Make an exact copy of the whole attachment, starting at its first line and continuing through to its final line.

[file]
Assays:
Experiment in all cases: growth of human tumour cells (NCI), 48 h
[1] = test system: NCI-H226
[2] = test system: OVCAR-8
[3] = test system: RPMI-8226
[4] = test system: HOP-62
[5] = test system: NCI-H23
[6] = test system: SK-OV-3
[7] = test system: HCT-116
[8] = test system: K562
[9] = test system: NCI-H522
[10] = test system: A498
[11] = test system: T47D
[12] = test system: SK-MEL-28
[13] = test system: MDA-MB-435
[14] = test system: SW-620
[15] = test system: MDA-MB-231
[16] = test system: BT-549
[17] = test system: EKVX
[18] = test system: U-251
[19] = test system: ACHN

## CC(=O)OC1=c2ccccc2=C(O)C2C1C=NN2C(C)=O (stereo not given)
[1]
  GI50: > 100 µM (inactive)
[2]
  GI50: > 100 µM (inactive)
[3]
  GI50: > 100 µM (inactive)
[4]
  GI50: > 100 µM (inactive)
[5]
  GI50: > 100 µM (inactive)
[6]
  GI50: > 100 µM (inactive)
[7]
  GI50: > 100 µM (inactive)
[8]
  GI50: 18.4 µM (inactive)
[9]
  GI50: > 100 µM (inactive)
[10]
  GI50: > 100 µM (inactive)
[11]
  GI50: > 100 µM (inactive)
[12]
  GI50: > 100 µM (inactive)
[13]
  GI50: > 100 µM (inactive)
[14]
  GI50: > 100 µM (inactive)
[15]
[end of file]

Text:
Assays:
Experiment in all cases: growth of human tumour cells (NCI), 48 h
[1] = test system: NCI-H226
[2] = test system: OVCAR-8
[3] = test system: RPMI-8226
[4] = test system: HOP-62
[5] = test system: NCI-H23
[6] = test system: SK-OV-3
[7] = test system: HCT-116
[8] = test system: K562
[9] = test system: NCI-H522
[10] = test system: A498
[11] = test system: T47D
[12] = test system: SK-MEL-28
[13] = test system: MDA-MB-435
[14] = test system: SW-620
[15] = test system: MDA-MB-231
[16] = test system: BT-549
[17] = test system: EKVX
[18] = test system: U-251
[19] = test system: ACHN

## CC(=O)OC1=c2ccccc2=C(O)C2C1C=NN2C(C)=O (stereo not given)
[1]
  GI50: > 100 µM (inactive)
[2]
  GI50: > 100 µM (inactive)
[3]
  GI50: > 100 µM (inactive)
[4]
  GI50: > 100 µM (inactive)
[5]
  GI50: > 100 µM (inactive)
[6]
  GI50: > 100 µM (inactive)
[7]
  GI50: > 100 µM (inactive)
[8]
  GI50: 18.4 µM (inactive)
[9]
  GI50: > 100 µM (inactive)
[10]
  GI50: > 100 µM (inactive)
[11]
  GI50: > 100 µM (inactive)
[12]
  GI50: > 100 µM (inactive)
[13]
  GI50: > 100 µM (inactive)
[14]
  GI50: > 100 µM (inactive)
[15]